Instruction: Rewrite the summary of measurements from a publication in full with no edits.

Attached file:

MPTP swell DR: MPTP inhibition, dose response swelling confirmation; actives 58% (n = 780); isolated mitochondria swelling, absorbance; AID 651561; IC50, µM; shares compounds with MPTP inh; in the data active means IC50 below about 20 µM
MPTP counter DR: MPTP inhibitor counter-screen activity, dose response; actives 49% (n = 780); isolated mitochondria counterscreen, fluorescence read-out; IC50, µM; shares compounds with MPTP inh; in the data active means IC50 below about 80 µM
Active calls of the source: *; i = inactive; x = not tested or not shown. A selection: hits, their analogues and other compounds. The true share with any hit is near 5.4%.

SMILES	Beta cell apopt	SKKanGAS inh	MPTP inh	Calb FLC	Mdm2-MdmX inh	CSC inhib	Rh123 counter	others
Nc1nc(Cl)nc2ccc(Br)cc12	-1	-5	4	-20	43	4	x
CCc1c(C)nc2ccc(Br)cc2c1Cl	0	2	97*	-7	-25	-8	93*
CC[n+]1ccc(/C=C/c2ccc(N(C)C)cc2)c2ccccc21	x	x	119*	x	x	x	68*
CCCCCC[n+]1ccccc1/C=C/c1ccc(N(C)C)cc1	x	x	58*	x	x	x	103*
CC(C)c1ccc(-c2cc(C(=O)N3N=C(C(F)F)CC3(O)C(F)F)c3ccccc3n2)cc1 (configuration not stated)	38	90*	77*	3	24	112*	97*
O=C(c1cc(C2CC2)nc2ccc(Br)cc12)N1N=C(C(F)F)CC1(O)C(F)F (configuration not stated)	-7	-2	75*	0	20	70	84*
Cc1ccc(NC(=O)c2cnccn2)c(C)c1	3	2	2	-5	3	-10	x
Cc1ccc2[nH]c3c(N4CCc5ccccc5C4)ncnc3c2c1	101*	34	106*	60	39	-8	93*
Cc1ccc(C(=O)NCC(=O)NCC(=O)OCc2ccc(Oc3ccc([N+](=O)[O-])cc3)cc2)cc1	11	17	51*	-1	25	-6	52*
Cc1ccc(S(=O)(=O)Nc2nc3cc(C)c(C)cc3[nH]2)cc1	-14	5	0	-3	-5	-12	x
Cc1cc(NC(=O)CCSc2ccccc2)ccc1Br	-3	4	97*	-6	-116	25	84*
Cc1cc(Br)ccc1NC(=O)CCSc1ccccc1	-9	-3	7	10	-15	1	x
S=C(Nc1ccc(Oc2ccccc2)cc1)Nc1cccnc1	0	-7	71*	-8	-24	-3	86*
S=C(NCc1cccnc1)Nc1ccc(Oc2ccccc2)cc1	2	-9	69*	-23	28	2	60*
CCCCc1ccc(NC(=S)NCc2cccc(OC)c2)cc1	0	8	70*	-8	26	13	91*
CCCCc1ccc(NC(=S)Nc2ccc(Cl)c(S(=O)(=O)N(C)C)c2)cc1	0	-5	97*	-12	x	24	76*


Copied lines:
MPTP swell DR: MPTP inhibition, dose response swelling confirmation; actives 58% (n = 780); isolated mitochondria swelling, absorbance; AID 651561; IC50, µM; shares compounds with MPTP inh; in the data active means IC50 below about 20 µM
MPTP counter DR: MPTP inhibitor counter-screen activity, dose response; actives 49% (n = 780); isolated mitochondria counterscreen, fluorescence read-out; IC50, µM; shares compounds with MPTP inh; in the data active means IC50 below about 80 µM
Active calls of the source: *; i = inactive; x = not tested or not shown. A selection: hits, their analogues and other compounds. The true share with any hit is near 5.4%.

SMILES	Beta cell apopt	SKKanGAS inh	MPTP inh	Calb FLC	Mdm2-MdmX inh	CSC inhib	Rh123 counter	others
Nc1nc(Cl)nc2ccc(Br)cc12	-1	-5	4	-20	43	4	x
CCc1c(C)nc2ccc(Br)cc2c1Cl	0	2	97*	-7	-25	-8	93*
CC[n+]1ccc(/C=C/c2ccc(N(C)C)cc2)c2ccccc21	x	x	119*	x	x	x	68*
CCCCCC[n+]1ccccc1/C=C/c1ccc(N(C)C)cc1	x	x	58*	x	x	x	103*
CC(C)c1ccc(-c2cc(C(=O)N3N=C(C(F)F)CC3(O)C(F)F)c3ccccc3n2)cc1 (configuration not stated)	38	90*	77*	3	24	112*	97*
O=C(c1cc(C2CC2)nc2ccc(Br)cc12)N1N=C(C(F)F)CC1(O)C(F)F (configuration not stated)	-7	-2	75*	0	20	70	84*
Cc1ccc(NC(=O)c2cnccn2)c(C)c1	3	2	2	-5	3	-10	x
Cc1ccc2[nH]c3c(N4CCc5ccccc5C4)ncnc3c2c1	101*	34	106*	60	39	-8	93*
Cc1ccc(C(=O)NCC(=O)NCC(=O)OCc2ccc(Oc3ccc([N+](=O)[O-])cc3)cc2)cc1	11	17	51*	-1	25	-6	52*
Cc1ccc(S(=O)(=O)Nc2nc3cc(C)c(C)cc3[nH]2)cc1	-14	5	0	-3	-5	-12	x
Cc1cc(NC(=O)CCSc2ccccc2)ccc1Br	-3	4	97*	-6	-116	25	84*
Cc1cc(Br)ccc1NC(=O)CCSc1ccccc1	-9	-3	7	10	-15	1	x
S=C(Nc1ccc(Oc2ccccc2)cc1)Nc1cccnc1	0	-7	71*	-8	-24	-3	86*
S=C(NCc1cccnc1)Nc1ccc(Oc2ccccc2)cc1	2	-9	69*	-23	28	2	60*
CCCCc1ccc(NC(=S)NCc2cccc(OC)c2)cc1	0	8	70*	-8	26	13	91*
CCCCc1ccc(NC(=S)Nc2ccc(Cl)c(S(=O)(=O)N(C)C)c2)cc1	0	-5	97*	-12	x	24	76*